ATLANTA — The demand metrics of seniors housing are extremely compelling, given the demographics of Americans aging into the product type. But that demand is not necessarily translating directly to occupancy at senior living properties.
This disparity between leads and move-ins is just one of the gaps that the panelists highlighted throughout the “Power Panel” at France Media’s InterFace Seniors Housing Southeast conference that touched on marketing, generational differences and family expectations.
Hosted Aug. 16 at the Westin Buckhead in Atlanta, the panel offered insight into the state of the industry, as seen through the eyes of C-Suite executives. Participants included Iyvonne Byers, CFO of Priority Life Care; Judd Harper, president of The Arbor Co.; Doug Schiffer, president and chief operating officer of Allegro Senior Living; Shelley Esden, president and CEO of Sonata Senior Living; and Terry Rogers, president and CEO of Westminster Communities of Florida. John Lariccia, CEO of WelcomeHome Software, served as the moderator.
Follow the lead
Esden said that the “big discrepancy between the rise in the number of leads and the rise in move-ins” can be partly accounted for by the prevalence of digital marketing and automation, particularly in the post-COVID landscape. For this reason, she notes that it’s important to intelligently engage in data analytics and interrogate the quality of the leads generated.
Schiffer concurred. “A lot of decisions are being made behind some screen.” He added that, in addition to Esden’s prescription of identifying and cultivating higher quality virtual leads, an effective marketing strategy should also prioritize engaging with potential consumers in person, such as through property tours.
“We’re training our folks to recognize how important that aspect of the relationship is once you’re actually past the front door,” said Schiffer.
Home sweet home
Community tours can also offer the opportunity to address what moderator John Lariccia referred to as the “perception gap” between what a prospect thinks senior living is like and reality.
“If older adults have their choice, they would like to stay at home,” said Byers.
An important challenge is shifting the perception of potential residents and cultivating the same enthusiasm Byers herself feels for the senior living product.
Referencing a recent visit to a community in Savannah, Byers noted that she looked forward to the experience of surrounding herself “with people that are in a similar situation” and doing “a lot of fun things.” She acknowledged that incoming generations feel differently and that she “would love to see a paradigm shift.”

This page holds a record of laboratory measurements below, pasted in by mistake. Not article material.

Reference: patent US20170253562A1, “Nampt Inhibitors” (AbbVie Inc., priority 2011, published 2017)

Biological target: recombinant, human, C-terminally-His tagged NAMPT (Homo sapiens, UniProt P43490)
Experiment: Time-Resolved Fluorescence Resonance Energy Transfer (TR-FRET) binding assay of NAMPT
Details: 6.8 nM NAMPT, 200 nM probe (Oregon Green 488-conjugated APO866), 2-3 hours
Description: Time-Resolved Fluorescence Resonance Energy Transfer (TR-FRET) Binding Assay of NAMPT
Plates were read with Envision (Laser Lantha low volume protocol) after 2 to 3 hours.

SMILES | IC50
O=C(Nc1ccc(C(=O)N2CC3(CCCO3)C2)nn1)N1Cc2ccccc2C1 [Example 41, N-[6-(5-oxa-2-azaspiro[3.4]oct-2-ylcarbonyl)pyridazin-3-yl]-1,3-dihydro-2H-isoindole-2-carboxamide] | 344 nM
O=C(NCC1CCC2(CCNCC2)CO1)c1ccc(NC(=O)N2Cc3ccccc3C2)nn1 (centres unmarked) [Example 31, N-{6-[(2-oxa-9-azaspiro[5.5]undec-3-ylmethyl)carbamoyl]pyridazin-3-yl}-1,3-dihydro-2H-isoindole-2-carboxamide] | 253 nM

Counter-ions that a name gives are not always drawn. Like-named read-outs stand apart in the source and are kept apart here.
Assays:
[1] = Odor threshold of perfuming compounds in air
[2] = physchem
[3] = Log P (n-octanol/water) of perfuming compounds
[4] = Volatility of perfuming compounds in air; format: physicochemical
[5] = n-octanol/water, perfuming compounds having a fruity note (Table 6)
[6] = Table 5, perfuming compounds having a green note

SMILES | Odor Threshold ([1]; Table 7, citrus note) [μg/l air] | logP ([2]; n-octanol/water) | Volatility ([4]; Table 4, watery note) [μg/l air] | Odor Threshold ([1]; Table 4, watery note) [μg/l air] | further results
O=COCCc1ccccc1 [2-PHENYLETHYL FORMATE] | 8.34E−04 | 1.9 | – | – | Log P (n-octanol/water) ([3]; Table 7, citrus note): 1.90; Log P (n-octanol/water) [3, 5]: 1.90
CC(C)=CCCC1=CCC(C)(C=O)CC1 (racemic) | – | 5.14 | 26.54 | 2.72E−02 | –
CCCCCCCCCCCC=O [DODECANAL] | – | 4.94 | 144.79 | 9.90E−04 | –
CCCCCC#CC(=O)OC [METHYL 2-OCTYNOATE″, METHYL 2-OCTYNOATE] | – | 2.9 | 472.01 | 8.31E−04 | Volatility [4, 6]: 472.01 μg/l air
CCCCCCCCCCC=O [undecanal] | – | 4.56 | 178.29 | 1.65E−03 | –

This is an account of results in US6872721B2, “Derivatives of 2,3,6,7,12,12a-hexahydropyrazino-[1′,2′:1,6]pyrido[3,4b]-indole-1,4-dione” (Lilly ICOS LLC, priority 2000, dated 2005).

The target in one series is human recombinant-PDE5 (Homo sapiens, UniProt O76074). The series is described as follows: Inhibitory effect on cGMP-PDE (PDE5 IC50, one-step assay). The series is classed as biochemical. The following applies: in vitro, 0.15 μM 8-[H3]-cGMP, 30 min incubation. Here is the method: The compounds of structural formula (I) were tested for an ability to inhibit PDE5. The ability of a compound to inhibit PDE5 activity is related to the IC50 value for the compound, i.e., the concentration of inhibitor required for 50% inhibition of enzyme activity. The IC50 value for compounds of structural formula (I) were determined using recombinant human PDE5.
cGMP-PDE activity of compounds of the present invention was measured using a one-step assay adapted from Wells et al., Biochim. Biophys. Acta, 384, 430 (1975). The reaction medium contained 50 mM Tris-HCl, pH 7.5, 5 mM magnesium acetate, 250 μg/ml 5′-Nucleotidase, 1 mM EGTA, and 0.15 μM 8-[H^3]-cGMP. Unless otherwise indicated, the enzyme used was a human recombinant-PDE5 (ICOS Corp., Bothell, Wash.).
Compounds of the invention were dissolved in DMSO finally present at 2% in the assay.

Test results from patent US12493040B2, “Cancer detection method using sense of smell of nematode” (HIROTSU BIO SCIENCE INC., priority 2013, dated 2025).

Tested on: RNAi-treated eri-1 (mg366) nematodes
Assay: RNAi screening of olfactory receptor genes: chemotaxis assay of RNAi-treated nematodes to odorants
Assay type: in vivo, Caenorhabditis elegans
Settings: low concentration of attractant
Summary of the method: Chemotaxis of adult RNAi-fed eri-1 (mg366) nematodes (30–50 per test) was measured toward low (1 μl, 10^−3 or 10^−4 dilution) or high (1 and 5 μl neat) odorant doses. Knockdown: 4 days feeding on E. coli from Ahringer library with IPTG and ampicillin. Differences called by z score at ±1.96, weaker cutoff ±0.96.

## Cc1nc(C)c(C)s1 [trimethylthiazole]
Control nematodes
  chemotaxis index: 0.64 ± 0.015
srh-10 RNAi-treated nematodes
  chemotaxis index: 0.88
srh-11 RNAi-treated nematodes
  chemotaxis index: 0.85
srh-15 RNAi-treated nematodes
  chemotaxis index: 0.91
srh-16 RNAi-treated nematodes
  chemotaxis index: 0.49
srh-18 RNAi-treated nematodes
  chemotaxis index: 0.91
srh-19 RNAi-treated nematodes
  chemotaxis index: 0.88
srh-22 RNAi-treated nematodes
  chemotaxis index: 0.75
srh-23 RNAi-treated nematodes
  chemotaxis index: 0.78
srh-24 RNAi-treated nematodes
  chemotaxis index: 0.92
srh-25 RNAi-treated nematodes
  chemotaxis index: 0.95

Complicating the matter is that the definition of a desirable senior living model is not uniform across generations, engendering another divide within the field. As Rogers pointed out, “baby boomers created what we have today for their parents, and they don’t want what their parents had.” More specifically, Rogers said that offering the current incoming generation of residents an abundance of “control, options, autonomy and choice” is crucial.
On the other hand, Harper qualified that there are always certain consistencies in resident desires and expectations. Chief among these is the wish for “a great environment, engaging activities and great dining.”
If resident expectations remain largely concentrated on day-to-day realities and quality of life, families of residents prioritize health and safety, creating one more gap for senior living professionals to navigate.
“One of the interesting parts of all of our jobs right now is to figure out how you sell those two things, while keeping each one quiet from the other,” said Schiffer
Familial involvement has also reached new levels of intensity, according to panelists, who said that loved ones go so far as wanting cameras in resident rooms, in the interest of staying connected with their family member and the care they receive.
Ultimately, connection is one of the greatest offerings of senior living itself. Whereas senior adults remaining at personal residences can experience loneliness — Byers conjured the image of older adults “waiting for their kids to come visit” — senior living communities offer inherent social interaction and a network of care.
Channeling this strength into all aspects of the business and fostering communication can provide a guiding principle in navigating the many nuanced divides complicating the industry today, as well as the more practical and logistical concerns facing the whole of the commercial real estate industry.
Panelists noted that although the sector is “very micro-market specific,” in the words of Harper, it is certainly affected by economic headwinds such as interest rates, inflation, rising costs and challenges to development, including scarcity of available land.
In spite of these industry stressors, the panel offered an optimistic outlook for the future of seniors housing, which, by focusing on connection, communication and the unwavering value of senior living communities, can ensure its own continued success.
— Hayden Spiess